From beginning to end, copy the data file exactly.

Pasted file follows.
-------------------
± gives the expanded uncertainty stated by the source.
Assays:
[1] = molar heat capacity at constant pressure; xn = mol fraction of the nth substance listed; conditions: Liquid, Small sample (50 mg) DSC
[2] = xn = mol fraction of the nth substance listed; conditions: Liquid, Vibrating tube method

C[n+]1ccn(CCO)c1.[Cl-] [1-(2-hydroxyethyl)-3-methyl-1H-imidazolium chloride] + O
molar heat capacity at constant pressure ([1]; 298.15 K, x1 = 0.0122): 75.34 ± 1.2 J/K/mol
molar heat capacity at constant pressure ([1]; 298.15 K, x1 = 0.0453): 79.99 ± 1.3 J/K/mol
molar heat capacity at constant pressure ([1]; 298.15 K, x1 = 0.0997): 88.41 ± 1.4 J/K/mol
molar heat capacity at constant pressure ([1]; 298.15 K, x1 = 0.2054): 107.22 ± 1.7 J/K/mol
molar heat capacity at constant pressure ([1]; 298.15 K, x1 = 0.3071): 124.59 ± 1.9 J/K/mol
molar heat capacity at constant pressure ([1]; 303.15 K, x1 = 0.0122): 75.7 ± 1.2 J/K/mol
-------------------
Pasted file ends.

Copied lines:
± gives the expanded uncertainty stated by the source.
Assays:
[1] = molar heat capacity at constant pressure; xn = mol fraction of the nth substance listed; conditions: Liquid, Small sample (50 mg) DSC
[2] = xn = mol fraction of the nth substance listed; conditions: Liquid, Vibrating tube method

C[n+]1ccn(CCO)c1.[Cl-] [1-(2-hydroxyethyl)-3-methyl-1H-imidazolium chloride] + O
molar heat capacity at constant pressure ([1]; 298.15 K, x1 = 0.0122): 75.34 ± 1.2 J/K/mol
molar heat capacity at constant pressure ([1]; 298.15 K, x1 = 0.0453): 79.99 ± 1.3 J/K/mol
molar heat capacity at constant pressure ([1]; 298.15 K, x1 = 0.0997): 88.41 ± 1.4 J/K/mol
molar heat capacity at constant pressure ([1]; 298.15 K, x1 = 0.2054): 107.22 ± 1.7 J/K/mol
molar heat capacity at constant pressure ([1]; 298.15 K, x1 = 0.3071): 124.59 ± 1.9 J/K/mol
molar heat capacity at constant pressure ([1]; 303.15 K, x1 = 0.0122): 75.7 ± 1.2 J/K/mol